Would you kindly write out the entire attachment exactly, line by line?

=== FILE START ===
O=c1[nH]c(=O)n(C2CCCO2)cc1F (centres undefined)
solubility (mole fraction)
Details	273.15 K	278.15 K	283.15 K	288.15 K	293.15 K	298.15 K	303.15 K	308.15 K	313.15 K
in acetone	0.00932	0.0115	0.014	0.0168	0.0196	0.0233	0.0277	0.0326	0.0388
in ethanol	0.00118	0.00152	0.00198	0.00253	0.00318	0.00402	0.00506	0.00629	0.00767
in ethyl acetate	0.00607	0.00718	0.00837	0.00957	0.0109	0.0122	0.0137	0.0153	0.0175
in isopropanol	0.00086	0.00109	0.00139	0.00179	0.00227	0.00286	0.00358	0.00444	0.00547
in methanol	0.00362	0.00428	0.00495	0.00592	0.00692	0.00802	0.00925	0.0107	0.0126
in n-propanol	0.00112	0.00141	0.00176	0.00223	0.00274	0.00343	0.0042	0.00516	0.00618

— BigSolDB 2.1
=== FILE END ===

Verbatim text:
O=c1[nH]c(=O)n(C2CCCO2)cc1F (centres undefined)
solubility (mole fraction)
Details	273.15 K	278.15 K	283.15 K	288.15 K	293.15 K	298.15 K	303.15 K	308.15 K	313.15 K
in acetone	0.00932	0.0115	0.014	0.0168	0.0196	0.0233	0.0277	0.0326	0.0388
in ethanol	0.00118	0.00152	0.00198	0.00253	0.00318	0.00402	0.00506	0.00629	0.00767
in ethyl acetate	0.00607	0.00718	0.00837	0.00957	0.0109	0.0122	0.0137	0.0153	0.0175
in isopropanol	0.00086	0.00109	0.00139	0.00179	0.00227	0.00286	0.00358	0.00444	0.00547
in methanol	0.00362	0.00428	0.00495	0.00592	0.00692	0.00802	0.00925	0.0107	0.0126
in n-propanol	0.00112	0.00141	0.00176	0.00223	0.00274	0.00343	0.0042	0.00516	0.00618

— BigSolDB 2.1